Up until then, the denial of bail had been entirely a function of Omar’s status as a foreign national; once it was granted, his citizenship became at law immaterial. But the rule of law, not to mention procedural fairness and common decency, tends to count for little when the ABF becomes involved. Ostensibly on the grounds that he failed the Migration Act’s vague “character test,” they grabbed Omar before his court-ordered liberty could be exercised, transferring him directly to Pinkenba and a highly ambiguous form of custody.

Tales of asylum seekers languishing for years in immigration detention are depressingly commonplace. In Omar’s case, conversely, the ABF acted with astonishing haste. Barely two weeks elapsed between his incarceration and deportation. In the fringe world of immigration detention, where actions can be hidden behind the blanket justification of “operational matters” and judicial process overridden by executive discretion, the principal strategy is to cut the individual off from society. Ignoring any basic right as to the presumption of innocence, the ABF presented Omar with two equally unpalatable choices: remain incarcerated at the very least until the court proceedings were finalised, likely to take twelve months or more, or accept an immediate one-way ticket back to Kuwait. Predictably enough, he chose the latter.

The furtive nature of the ABF’s role in Omar’s case was further demonstrated when the matter went back before the Magistrate in July. The prosecutor, acknowledging the accused’s departure from the country, asked for a bench warrant to be issued. This means that the proceedings will remain open indefinitely, in the unlikely event that Omar returns to Australia. Some weeks later, to Hannah’s surprise two uniformed police came looking for Omar; they in turn seemed astonished to find he had left the country. There is little doubt the officers were there to execute the warrant, and the Queensland Police Service have bizarrely claimed that their investigations are continuing, despite Omar’s deportation.
This palpable lack of communication between the ABF and the Director of Public Prosecutions and Queensland Police implies that almost certainly the alleged child victim and his family too have been left completely in the dark, badly let down by the combination of overreach and incompetence on display. For Sibley, the entire affair constitutes an unconscionable failure of process on behalf of the authorities involved.

Ultimately, Omar’s case is not about guilt or innocence, nebulous concepts at best and here rendered obsolete by the intervention of the ABF. It is about justice: for Omar, the complainant child and his family, and most importantly society as a whole. That in contemporary Australia we are so prepared to manipulate justice in the name of “national security” – in areas as disparate as denying the human rights of refugees and visa students to being complicit in unlawful drone attacks upon foreign nations – is tantamount to conceding that there is no longer any justice at all.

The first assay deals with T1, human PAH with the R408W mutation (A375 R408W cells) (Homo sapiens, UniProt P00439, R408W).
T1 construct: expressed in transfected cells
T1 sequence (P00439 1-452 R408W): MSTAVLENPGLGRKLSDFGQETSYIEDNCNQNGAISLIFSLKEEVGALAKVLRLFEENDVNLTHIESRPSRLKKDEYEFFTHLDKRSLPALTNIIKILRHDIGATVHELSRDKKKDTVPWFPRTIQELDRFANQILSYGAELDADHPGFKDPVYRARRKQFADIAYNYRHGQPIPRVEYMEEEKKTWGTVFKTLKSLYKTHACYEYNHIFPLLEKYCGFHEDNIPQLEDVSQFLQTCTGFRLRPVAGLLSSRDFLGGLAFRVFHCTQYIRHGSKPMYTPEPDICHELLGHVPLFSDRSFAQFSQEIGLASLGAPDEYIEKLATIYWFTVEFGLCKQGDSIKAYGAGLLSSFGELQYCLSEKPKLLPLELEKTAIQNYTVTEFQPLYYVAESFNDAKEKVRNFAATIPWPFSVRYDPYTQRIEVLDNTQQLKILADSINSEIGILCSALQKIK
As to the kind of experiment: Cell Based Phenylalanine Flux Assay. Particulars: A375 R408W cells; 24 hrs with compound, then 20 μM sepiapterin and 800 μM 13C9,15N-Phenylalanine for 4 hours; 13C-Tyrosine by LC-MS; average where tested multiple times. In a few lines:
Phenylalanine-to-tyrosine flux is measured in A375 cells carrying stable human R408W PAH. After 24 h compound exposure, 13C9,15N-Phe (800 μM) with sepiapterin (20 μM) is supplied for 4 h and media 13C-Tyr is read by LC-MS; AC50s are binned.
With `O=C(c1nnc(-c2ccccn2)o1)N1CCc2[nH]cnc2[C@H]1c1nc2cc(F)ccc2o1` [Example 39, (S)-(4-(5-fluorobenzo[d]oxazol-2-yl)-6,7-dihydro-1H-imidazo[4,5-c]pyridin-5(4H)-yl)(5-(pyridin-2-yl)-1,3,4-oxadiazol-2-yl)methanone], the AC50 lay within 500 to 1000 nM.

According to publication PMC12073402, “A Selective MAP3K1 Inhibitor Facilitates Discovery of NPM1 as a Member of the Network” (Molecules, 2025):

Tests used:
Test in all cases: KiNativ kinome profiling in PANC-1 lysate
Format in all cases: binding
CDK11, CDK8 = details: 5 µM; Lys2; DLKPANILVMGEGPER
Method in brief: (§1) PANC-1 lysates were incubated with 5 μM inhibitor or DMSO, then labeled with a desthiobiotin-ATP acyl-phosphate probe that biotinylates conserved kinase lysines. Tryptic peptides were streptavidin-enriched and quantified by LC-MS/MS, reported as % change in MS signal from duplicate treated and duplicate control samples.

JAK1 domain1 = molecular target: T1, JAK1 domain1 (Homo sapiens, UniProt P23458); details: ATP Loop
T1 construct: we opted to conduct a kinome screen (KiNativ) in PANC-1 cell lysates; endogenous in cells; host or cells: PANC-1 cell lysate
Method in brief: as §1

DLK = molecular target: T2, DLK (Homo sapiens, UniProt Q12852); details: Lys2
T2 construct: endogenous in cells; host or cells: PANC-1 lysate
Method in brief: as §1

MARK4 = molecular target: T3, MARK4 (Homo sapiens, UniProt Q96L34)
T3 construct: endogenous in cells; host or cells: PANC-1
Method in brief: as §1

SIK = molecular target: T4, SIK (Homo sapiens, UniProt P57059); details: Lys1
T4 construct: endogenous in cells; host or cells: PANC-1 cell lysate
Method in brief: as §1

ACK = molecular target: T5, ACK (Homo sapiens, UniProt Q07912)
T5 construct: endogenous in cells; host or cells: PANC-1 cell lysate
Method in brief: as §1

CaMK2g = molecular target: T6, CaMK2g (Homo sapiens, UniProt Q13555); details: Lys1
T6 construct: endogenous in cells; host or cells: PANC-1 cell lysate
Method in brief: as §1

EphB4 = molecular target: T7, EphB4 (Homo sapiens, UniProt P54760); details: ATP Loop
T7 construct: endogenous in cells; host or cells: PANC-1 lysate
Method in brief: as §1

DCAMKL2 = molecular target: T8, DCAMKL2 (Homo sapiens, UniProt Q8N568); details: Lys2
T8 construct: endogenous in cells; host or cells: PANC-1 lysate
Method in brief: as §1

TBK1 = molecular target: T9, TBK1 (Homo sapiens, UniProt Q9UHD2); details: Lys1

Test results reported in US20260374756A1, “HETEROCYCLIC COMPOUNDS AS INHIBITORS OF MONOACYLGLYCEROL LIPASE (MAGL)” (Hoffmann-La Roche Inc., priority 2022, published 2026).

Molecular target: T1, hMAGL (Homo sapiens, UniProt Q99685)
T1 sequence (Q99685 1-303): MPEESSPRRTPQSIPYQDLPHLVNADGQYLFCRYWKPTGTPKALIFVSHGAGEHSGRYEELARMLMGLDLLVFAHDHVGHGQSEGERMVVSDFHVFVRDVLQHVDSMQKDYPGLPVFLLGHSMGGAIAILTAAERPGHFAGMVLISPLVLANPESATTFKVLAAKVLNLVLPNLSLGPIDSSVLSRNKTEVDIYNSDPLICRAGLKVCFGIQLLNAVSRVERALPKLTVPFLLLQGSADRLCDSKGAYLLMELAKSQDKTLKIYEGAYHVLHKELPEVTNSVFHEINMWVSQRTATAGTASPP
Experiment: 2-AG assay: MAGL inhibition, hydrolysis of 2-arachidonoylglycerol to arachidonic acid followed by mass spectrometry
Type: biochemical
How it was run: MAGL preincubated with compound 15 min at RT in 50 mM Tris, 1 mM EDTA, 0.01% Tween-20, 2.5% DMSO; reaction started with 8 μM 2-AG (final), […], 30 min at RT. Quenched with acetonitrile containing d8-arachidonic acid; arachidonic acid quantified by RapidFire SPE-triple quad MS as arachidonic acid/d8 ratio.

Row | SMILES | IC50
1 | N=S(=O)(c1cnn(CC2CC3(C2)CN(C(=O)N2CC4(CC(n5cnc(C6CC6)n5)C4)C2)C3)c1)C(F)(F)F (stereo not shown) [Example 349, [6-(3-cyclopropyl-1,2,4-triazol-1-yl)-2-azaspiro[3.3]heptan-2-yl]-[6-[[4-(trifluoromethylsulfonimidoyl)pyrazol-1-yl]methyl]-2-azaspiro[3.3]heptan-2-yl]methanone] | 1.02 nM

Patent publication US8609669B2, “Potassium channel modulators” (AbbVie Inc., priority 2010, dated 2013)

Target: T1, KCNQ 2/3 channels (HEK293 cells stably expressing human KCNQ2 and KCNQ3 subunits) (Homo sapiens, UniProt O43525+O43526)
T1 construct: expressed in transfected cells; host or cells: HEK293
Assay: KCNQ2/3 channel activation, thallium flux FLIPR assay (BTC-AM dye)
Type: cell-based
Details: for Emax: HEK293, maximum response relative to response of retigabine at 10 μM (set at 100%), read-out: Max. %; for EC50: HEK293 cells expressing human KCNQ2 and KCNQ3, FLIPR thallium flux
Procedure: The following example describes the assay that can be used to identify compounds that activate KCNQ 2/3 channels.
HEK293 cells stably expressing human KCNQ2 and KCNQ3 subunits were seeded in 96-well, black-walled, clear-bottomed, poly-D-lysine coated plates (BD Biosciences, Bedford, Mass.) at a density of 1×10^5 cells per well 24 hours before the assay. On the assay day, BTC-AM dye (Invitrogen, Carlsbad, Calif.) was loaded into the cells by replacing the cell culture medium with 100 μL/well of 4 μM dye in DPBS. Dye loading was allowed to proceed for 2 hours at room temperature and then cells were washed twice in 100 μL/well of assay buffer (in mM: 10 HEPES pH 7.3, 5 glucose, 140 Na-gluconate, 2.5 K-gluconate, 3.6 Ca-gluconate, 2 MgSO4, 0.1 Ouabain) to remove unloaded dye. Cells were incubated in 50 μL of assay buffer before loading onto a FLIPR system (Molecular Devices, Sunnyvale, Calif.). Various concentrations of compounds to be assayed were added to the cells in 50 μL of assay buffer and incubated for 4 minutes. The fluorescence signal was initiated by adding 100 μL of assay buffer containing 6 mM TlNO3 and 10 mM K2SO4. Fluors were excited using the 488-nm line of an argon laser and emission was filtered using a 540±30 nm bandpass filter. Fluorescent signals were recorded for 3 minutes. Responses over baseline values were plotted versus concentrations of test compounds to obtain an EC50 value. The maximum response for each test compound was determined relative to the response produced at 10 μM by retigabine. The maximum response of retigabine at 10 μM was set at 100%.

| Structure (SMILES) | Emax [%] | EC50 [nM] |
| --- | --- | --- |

Australian Border Force Intervention in Criminal Matters


Over the last 15 years or more, I have observed Australian immigration policy bring Australia into disrepute internationally, and help to fuel an ever growing problem of hatred towards the West and Australia in particular in the Middle East. Recently I worked on a case to free a young Middle Eastern student accused of offences in Brisbane, while on a Student Visa. The evidence was circumstantial, and the young man had good prospects in his defence. The risk of Border Force getting involved was brought to his attention, but the client’s decision was to seek Bail as he was having a difficult time coping in the Watch House. Having secured the release of this young man on bail, Border Force immediately picked him up from the Watch House, determining that the young man’s presence in Australia “is or may be, or would or might be, a risk to: (i) the health, safety or good order of the Australian community or a segment of the Australian community; or (ii) the health or safety of an individual or individuals”. This was enough to put him in immigration detention, cancel his visa and deport him. The Police did not exercise their power to seek a Criminal Justice Visa. The Border Force officers made it clear that they were happy to act on a Police allegation as enunciated in the QP9.

Active Shooter Marauding Terrorist Firearms Attacks

Following on from our observations of the recent events in Paris and Jakarta, we were pleased to deliver a training session to a range of Country Risk Managers on ASMTFA at the Strategic Risk Forum in Singapore on behalf of NYA International at the request of AIG. The session was well received and covered issues of planning and risk mitigation, as well as PR, legal and compliance issues.  Unfortunately the outlook for Australia is not positive, and we suspect that many venues present soft targets, such as airports, shopping centres, schools and the like. Intelligence and security collection is unlikely to detect and disrupt these attacks before they happen, and so planning for a realistic scenario is the most preferred option to reduce risk, loss of reputation and civil liability.

Should Multiple Drink Driving Disqualifications result in Cumulative Sentences?

Today we argued that s 90B of the Traffic Operations (Road Use Management) Act (TORUM) 1995 (Qld) does not mandate that two separate drink driving offences committed within a short period of each other must lead to cumulative disqualifications. Magistrate Carmody agreed and concluded that the sentencing function of the Magistrate is discretionary, and therefore the totality principle should be applied.